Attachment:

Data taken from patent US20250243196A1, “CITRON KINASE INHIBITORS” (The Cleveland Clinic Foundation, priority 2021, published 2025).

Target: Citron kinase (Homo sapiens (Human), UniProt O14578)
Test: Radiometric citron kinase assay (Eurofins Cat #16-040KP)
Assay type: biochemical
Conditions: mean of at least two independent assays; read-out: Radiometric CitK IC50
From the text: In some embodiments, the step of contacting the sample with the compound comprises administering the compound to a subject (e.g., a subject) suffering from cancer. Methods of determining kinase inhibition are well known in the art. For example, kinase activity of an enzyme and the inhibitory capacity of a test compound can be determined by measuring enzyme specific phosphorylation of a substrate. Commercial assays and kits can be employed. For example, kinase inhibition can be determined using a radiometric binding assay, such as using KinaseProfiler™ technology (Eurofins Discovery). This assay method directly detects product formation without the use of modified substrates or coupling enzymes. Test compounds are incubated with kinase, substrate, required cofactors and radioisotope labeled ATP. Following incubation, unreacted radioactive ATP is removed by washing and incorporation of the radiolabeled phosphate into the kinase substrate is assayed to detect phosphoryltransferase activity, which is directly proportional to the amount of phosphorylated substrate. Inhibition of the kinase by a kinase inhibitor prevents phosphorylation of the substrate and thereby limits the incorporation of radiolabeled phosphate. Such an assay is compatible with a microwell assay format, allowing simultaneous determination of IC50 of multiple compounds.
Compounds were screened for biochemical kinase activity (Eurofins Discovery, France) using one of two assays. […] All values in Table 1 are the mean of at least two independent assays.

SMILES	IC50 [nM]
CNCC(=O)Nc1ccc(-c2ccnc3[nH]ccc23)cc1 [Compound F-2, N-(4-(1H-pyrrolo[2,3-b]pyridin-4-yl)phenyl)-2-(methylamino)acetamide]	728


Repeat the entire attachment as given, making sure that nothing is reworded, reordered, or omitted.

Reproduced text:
Data taken from patent US20250243196A1, “CITRON KINASE INHIBITORS” (The Cleveland Clinic Foundation, priority 2021, published 2025).

Target: Citron kinase (Homo sapiens (Human), UniProt O14578)
Test: Radiometric citron kinase assay (Eurofins Cat #16-040KP)
Assay type: biochemical
Conditions: mean of at least two independent assays; read-out: Radiometric CitK IC50
From the text: In some embodiments, the step of contacting the sample with the compound comprises administering the compound to a subject (e.g., a subject) suffering from cancer. Methods of determining kinase inhibition are well known in the art. For example, kinase activity of an enzyme and the inhibitory capacity of a test compound can be determined by measuring enzyme specific phosphorylation of a substrate. Commercial assays and kits can be employed. For example, kinase inhibition can be determined using a radiometric binding assay, such as using KinaseProfiler™ technology (Eurofins Discovery). This assay method directly detects product formation without the use of modified substrates or coupling enzymes. Test compounds are incubated with kinase, substrate, required cofactors and radioisotope labeled ATP. Following incubation, unreacted radioactive ATP is removed by washing and incorporation of the radiolabeled phosphate into the kinase substrate is assayed to detect phosphoryltransferase activity, which is directly proportional to the amount of phosphorylated substrate. Inhibition of the kinase by a kinase inhibitor prevents phosphorylation of the substrate and thereby limits the incorporation of radiolabeled phosphate. Such an assay is compatible with a microwell assay format, allowing simultaneous determination of IC50 of multiple compounds.
Compounds were screened for biochemical kinase activity (Eurofins Discovery, France) using one of two assays. […] All values in Table 1 are the mean of at least two independent assays.

SMILES	IC50 [nM]
CNCC(=O)Nc1ccc(-c2ccnc3[nH]ccc23)cc1 [Compound F-2, N-(4-(1H-pyrrolo[2,3-b]pyridin-4-yl)phenyl)-2-(methylamino)acetamide]	728